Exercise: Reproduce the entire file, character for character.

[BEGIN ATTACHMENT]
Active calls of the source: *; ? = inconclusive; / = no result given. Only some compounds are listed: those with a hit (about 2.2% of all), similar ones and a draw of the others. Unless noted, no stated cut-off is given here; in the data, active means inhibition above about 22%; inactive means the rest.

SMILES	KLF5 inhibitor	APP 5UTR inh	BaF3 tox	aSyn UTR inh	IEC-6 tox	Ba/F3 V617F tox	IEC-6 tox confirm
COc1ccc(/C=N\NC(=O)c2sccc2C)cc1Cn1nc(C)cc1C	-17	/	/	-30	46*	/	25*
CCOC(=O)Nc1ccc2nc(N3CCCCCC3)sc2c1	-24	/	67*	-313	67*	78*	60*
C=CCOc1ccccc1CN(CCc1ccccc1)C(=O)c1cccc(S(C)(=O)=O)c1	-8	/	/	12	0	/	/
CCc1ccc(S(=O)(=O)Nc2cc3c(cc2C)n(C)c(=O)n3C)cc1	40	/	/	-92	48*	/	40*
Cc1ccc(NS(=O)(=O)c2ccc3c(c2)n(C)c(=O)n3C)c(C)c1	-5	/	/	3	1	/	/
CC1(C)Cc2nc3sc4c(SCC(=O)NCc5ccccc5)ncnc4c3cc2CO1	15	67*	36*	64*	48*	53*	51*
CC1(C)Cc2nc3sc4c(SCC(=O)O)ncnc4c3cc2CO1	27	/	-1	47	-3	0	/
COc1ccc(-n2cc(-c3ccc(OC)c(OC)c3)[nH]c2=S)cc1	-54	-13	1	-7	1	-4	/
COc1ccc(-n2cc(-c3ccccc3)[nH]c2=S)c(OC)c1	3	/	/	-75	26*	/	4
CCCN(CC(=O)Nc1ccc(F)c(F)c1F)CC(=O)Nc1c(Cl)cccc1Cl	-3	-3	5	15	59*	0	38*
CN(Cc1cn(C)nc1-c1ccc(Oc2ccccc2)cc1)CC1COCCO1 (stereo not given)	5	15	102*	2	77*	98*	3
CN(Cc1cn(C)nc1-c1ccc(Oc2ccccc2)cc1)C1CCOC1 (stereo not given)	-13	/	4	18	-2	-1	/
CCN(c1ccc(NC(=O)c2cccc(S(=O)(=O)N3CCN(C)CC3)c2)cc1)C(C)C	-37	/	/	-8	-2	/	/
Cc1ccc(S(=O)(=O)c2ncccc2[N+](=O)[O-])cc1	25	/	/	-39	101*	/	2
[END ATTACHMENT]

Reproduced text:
Active calls of the source: *; ? = inconclusive; / = no result given. Only some compounds are listed: those with a hit (about 2.2% of all), similar ones and a draw of the others. Unless noted, no stated cut-off is given here; in the data, active means inhibition above about 22%; inactive means the rest.

SMILES	KLF5 inhibitor	APP 5UTR inh	BaF3 tox	aSyn UTR inh	IEC-6 tox	Ba/F3 V617F tox	IEC-6 tox confirm
COc1ccc(/C=N\NC(=O)c2sccc2C)cc1Cn1nc(C)cc1C	-17	/	/	-30	46*	/	25*
CCOC(=O)Nc1ccc2nc(N3CCCCCC3)sc2c1	-24	/	67*	-313	67*	78*	60*
C=CCOc1ccccc1CN(CCc1ccccc1)C(=O)c1cccc(S(C)(=O)=O)c1	-8	/	/	12	0	/	/
CCc1ccc(S(=O)(=O)Nc2cc3c(cc2C)n(C)c(=O)n3C)cc1	40	/	/	-92	48*	/	40*
Cc1ccc(NS(=O)(=O)c2ccc3c(c2)n(C)c(=O)n3C)c(C)c1	-5	/	/	3	1	/	/
CC1(C)Cc2nc3sc4c(SCC(=O)NCc5ccccc5)ncnc4c3cc2CO1	15	67*	36*	64*	48*	53*	51*
CC1(C)Cc2nc3sc4c(SCC(=O)O)ncnc4c3cc2CO1	27	/	-1	47	-3	0	/
COc1ccc(-n2cc(-c3ccc(OC)c(OC)c3)[nH]c2=S)cc1	-54	-13	1	-7	1	-4	/
COc1ccc(-n2cc(-c3ccccc3)[nH]c2=S)c(OC)c1	3	/	/	-75	26*	/	4
CCCN(CC(=O)Nc1ccc(F)c(F)c1F)CC(=O)Nc1c(Cl)cccc1Cl	-3	-3	5	15	59*	0	38*
CN(Cc1cn(C)nc1-c1ccc(Oc2ccccc2)cc1)CC1COCCO1 (stereo not given)	5	15	102*	2	77*	98*	3
CN(Cc1cn(C)nc1-c1ccc(Oc2ccccc2)cc1)C1CCOC1 (stereo not given)	-13	/	4	18	-2	-1	/
CCN(c1ccc(NC(=O)c2cccc(S(=O)(=O)N3CCN(C)CC3)c2)cc1)C(C)C	-37	/	/	-8	-2	/	/
Cc1ccc(S(=O)(=O)c2ncccc2[N+](=O)[O-])cc1	25	/	/	-39	101*	/	2